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  • Writer's pictureDavid Wolfe Bender

Supreme Court Opts to Not Tinker with 1969 Precedent

In an 8-1 decision, the Supreme Court of the United States ruled in favour of a high school cheerleader who posted an inappropriate message on Snapchat, a social media network.

After the cheerleader posted a photo with a caption that included a few curse words, her coach told her she was suspended from the team for the year. She was disappointed, as were her parents, who sued the school district in federal court on behalf of their daughter. Mahanoy Area School District v. B.L. was the name of the case at the Supreme Court.

New to this case? Or want a refresher? Find my old articles on it here and here.

Here's the Rundown.

In 1969, the Supreme Court determined that schools can only discipline students for speech if it causes a substantial disruption to the operations of the school. That's now referred to as the "substantial disruption" test.

In the district court, the cheerleader won. The district court judge said the student's actions did not cause a substantial disruption. But when the school appealed to the United States Court of Appeals for the Third Circuit, the three-judge panel took another step: they said that Tinker's precedent does not even apply to speech off campus. In the view of the panel's majority, they said the school did not have the right to discipline the cheerleader, regardless of whether or not it was a substantial disruption. It was a step that no court had taken since Tinker's precedent was formed in 1969.

The school, once again, appealed, this time to the Supreme Court of the United States. The school district asked the nine justices to rule that the 1969 Tinker precedent extends off campus. But the justices disagreed. Instead, they side-stepped the issue of Tinker's precedent in its entirety. They ruled the student's speech did not cause a substantial disruption to the operations of the school; and under this ruling, they didn't need to determine whether to extend Tinker's precedent. (Don't worry though: they might have to make that determination in the future, with the rise of student speech on social media).

Who Agreed

Justice Breyer — the most senior liberal justice on the Court — wrote the majority opinion. Because the speech occurred outside school grounds in a non-school-sanctioned capacity, he said the leeway granted to schools to discipline student speech is diminished.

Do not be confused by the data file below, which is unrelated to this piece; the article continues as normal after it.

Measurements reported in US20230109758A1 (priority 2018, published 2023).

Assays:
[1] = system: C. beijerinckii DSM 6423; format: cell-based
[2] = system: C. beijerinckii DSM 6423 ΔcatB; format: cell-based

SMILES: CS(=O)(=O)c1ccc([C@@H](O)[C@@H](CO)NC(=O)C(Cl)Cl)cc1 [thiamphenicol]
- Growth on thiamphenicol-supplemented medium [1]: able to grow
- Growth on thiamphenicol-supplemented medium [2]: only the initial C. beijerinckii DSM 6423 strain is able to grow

Sidenote: Justice Breyer is under intense pressure to resign from liberal organizations across the country. If he does end up announcing a retirement in a few weeks, this could be his last opinion. But he hasn't given any real indication that he will retire or even that he wants to. In fact, he's given somewhat of an impression that he won't retire. Find more details on that here. Or here too.

Justice Alito wrote a concurring opinion, in which Justice Gorsuch joined.

Who Disagreed

Today, the school only won the endorsement of Justice Clarence Thomas, who was the lone dissenter.

Sidenote: It's also Justice Thomas's birthday today! What a day for him. He gets to blow out 73 candles and try to restrict student speech in the same day. Happy 73rd birthday Justice Thomas.

Justice Thomas said the principles of in loco parentis should have applied to this case. That's a latin term that basically translates to "in the place of parents." In modern times, it's the legal understanding that school officials should be able to act in the place of parents when choosing whether or not to discipline students. So if the school officials believe discipline is necessary, they should have the right to do it.

"Perhaps there are good constitutional reasons to depart from the historical rule, and perhaps this Court and lower courts will identify and explain these reasons in the future," Thomas wrote. "But because the Court does not do so today, and because it reaches the wrong result under the appropriate historical test, I respectfully dissent."


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